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Hito Steyerl: How To Build a Sustainable Art World Ocula Conversation Hito Steyerl: How To Build a Sustainable Art World

'A Picture of War is Not War', we read in Hito Steyerl's iconic film November (2004), an essayistic Super 8 film tackling the definition of terrorism constructed around the figure of the artist's best friend Andrea Wolf, who was killed as a terrorist in 1998 in Eastern Anatolia after she joined the PKK (Kurdistan Workers' Party). Mixing documentary...

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Aichi to Okayama: Art in Japan Looks to the Future Ocula Report Aichi to Okayama: Art in Japan Looks to the Future 11 Oct 2019 : Stephanie Bailey for Ocula

There has been a flurry of triennial and biennial art activity in Japan this year. The Aichi Triennale opened in Nagoya this August, sparking a national debate about the shutting down of a display of formerly censored works—the result of public backlash against a burnt image of Emperor Hirohito and a statue commemorating the women forced into...

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Hans Hartung and Art Informel: Exhibition Walkthrough Ocula Insight | Video
Sponsored Content | Mazzoleni Gallery
Hans Hartung and Art Informel: Exhibition Walkthrough 15 October 2019

Hans Hartung and Art Informel at Mazzoleni London (1 October 2019-18 January 2020) presents key works by the French-German painter while highlighting his connection with artists active in Paris during the 50s and 60s. In this video, writer and historian Alan Montgomery discusses Hartung's practice and its legacy.Born in Leipzig in 1904, Hans...

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Carol Bove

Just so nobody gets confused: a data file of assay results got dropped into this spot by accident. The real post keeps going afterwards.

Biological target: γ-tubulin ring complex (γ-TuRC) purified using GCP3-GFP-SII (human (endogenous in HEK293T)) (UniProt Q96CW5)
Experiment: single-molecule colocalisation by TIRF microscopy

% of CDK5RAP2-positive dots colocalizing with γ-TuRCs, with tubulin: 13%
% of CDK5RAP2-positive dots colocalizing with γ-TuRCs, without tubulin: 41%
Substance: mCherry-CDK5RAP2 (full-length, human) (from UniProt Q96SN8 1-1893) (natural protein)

b. 1971, Switzerland

Carol Bove is an artist who exhibits mastery over a wide range of materials including steel, driftwood, peacock feathers and I-beams, and transforms them into conceptual assemblage artworks and sculptures. Her notable achievements creating supersized steel sculptures amidst the male-dominated world of heavy-metal sculptors earned her the title of 'Sculpture's Woman of Steel', so dubbed by The New York Times in 2016.

Born in 1971 in Geneva to American parents, Carol Bove was raised in Berkeley, California, before she moved to New York and graduated from New York University in 2000. She first became notable for clean and Minimalist assemblages of multiple found objects. In her earlier work Adventures in Poetry (2002), the artist curated 29 books and nine periodicals from or in emulation of the 1960s and 1970s, sparsely placed on three minimally adorned wood shelves, sometimes closed, sometimes open to double-page spreads of monochromatic photographs. Framing and displaying of things was the recurring theme in her artworks, as she arranged and preserved books and objects in their original states in the shelf installations without hegemonising them. Since 2005, she had been using natural materials more often alongside found objects. In Triguna (2012) and Heraclitus (2014), for example, she transformed a diverse range of materials including seashell, feather, and found objects into delicate sculptures supported by lean, welded frames.